Like many other languages, Aramaic shows that approachability has nothing to do with why a language reigns, despite claims that English has been so successful because it’s relatively easy to learn its basics. After Alexander the Great conquered Persia in the fourth century B.C.E., for instance, Greek, itself an exceptionally complicated language, eventually edged out Aramaic as Eurasia’s lingua franca (though Aramaic held on in places like Judea, meaning it was almost certainly Jesus’s native language). Arabic, again, isn’t easy, and Russian, spoken by countless millions, is so horrifically complex that part of me always wonders whether it is an elaborate hoax.

In any case, the Greeks were pushier about imposing their language than the Persians. Later came the spread of Islam, beginning in the seventh century C.E., amid which Arabic, as a vehicle of religion, was readily adopted. Hence the situation today, where the idea that any language but Arabic was ever dominant in the Middle East comes as a surprise.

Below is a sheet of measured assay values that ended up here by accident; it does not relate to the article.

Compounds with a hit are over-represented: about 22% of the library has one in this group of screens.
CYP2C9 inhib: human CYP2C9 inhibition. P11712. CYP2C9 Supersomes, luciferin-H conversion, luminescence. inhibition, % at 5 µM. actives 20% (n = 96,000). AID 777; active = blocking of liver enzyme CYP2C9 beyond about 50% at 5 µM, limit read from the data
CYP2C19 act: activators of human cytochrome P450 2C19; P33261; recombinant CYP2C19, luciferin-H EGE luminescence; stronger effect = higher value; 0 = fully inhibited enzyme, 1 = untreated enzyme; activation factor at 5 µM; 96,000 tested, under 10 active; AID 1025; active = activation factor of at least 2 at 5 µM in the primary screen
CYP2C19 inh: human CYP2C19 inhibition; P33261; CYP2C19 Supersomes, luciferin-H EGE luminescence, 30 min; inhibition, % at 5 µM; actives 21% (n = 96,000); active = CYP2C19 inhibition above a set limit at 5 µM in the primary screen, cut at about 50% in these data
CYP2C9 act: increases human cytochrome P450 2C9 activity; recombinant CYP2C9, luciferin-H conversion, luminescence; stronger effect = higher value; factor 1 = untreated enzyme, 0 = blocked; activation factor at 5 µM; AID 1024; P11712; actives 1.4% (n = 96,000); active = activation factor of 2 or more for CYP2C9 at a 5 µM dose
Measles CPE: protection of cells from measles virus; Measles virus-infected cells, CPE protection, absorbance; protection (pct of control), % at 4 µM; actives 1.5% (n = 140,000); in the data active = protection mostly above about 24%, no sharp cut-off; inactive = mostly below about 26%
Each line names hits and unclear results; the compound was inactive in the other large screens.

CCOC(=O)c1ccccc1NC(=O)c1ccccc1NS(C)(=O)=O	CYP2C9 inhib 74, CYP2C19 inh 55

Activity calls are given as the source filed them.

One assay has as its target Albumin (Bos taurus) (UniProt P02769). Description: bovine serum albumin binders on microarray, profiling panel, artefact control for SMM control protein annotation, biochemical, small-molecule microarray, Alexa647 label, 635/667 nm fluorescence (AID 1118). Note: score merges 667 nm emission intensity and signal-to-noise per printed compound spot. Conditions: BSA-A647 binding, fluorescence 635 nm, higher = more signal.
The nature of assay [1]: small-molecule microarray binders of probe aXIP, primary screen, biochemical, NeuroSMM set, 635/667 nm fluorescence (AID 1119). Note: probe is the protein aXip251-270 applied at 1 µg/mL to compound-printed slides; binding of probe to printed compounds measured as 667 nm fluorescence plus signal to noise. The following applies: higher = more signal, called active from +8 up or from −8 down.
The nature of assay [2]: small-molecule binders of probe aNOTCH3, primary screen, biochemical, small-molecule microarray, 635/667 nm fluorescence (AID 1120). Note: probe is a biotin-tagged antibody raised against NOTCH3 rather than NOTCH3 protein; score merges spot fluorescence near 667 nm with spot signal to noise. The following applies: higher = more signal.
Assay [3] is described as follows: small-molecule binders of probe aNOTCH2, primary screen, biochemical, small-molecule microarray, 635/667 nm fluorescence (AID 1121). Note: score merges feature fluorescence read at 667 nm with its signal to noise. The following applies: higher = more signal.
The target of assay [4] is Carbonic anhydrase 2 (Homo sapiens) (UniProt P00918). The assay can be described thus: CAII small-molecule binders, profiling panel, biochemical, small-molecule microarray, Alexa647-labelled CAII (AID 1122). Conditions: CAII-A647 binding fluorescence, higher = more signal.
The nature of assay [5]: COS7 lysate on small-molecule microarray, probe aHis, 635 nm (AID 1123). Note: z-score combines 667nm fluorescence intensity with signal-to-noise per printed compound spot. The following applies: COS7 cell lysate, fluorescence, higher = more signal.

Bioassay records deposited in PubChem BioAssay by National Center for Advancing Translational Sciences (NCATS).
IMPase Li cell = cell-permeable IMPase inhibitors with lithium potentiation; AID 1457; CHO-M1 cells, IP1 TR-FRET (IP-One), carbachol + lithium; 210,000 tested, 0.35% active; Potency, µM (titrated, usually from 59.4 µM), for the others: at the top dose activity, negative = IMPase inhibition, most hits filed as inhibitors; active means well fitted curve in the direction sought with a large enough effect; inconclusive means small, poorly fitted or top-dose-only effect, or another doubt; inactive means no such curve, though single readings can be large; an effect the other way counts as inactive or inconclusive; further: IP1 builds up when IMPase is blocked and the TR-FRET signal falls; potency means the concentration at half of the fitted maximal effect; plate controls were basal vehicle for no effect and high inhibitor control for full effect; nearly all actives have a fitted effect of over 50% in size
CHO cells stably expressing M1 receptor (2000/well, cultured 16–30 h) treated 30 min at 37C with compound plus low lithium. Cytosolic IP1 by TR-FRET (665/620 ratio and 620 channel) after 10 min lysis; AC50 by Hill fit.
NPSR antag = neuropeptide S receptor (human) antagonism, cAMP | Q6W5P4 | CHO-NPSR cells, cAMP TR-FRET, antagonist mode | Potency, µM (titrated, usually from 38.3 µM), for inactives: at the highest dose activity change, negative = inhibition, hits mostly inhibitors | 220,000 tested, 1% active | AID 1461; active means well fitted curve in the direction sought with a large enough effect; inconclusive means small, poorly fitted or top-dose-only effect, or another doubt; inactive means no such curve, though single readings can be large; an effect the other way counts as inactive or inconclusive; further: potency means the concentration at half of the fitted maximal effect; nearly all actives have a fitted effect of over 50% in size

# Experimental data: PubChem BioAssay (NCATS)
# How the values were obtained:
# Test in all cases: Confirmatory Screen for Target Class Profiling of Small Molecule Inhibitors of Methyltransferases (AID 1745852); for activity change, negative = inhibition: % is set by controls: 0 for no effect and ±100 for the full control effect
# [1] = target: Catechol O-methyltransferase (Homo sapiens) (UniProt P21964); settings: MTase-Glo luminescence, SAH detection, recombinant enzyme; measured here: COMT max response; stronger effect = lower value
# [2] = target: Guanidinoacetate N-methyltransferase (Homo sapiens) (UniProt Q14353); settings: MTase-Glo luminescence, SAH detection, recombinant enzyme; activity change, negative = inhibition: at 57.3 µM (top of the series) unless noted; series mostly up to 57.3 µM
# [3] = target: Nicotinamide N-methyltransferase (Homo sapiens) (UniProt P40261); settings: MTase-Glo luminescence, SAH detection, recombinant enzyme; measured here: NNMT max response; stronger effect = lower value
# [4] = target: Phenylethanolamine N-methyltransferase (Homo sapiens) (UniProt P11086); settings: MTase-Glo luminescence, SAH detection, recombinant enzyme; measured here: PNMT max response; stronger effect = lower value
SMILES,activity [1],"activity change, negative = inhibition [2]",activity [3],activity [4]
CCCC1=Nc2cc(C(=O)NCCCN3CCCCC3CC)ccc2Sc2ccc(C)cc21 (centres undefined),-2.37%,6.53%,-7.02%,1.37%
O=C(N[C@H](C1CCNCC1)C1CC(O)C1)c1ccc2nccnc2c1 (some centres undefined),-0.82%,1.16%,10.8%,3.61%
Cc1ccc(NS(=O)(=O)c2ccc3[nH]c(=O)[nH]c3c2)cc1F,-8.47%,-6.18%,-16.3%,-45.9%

At this point, I am supposed to write that English’s preeminence could end as easily as Aramaic’s. Actually, however, I doubt it: I suspect that English will hold on harder and longer than any language in history. It happened to rise to its current position at a time when three things had happened, profoundly transformative enough to stop the music, as it were: print, widespread literacy, and an omnipresent media.

Together, these things can drill a language into international consciousness in a historically unprecedented way, creating a sense of what is normal, cosmopolitan, cool even—arbitrary but possibly impregnable. If the Chinese, for example, rule the world someday, I suspect they will do it in English, just as King Darius ruled in Aramaic and Kublai Khan, despite speaking Mongolian, ruled China through Chinese translators in the 13th century C.E. Aramaic held sway at a time when a lingua franca was more fragile than it is today.

But at least Aramaic had its 15 minutes of fame—actually, more like an hour or two. Just as today, when Nike can expect humans worldwide to understand the meaning of “JUST DO IT” on signs, the Gospel of Matthew quotes Jesus as saying Eloi, Eloi, lema sabachthani?—“Lord, Lord, why have you forsaken me?”—in Aramaic. After all, that is what Jesus would actually have said, and surely the world knows—or knew—their Aramaic.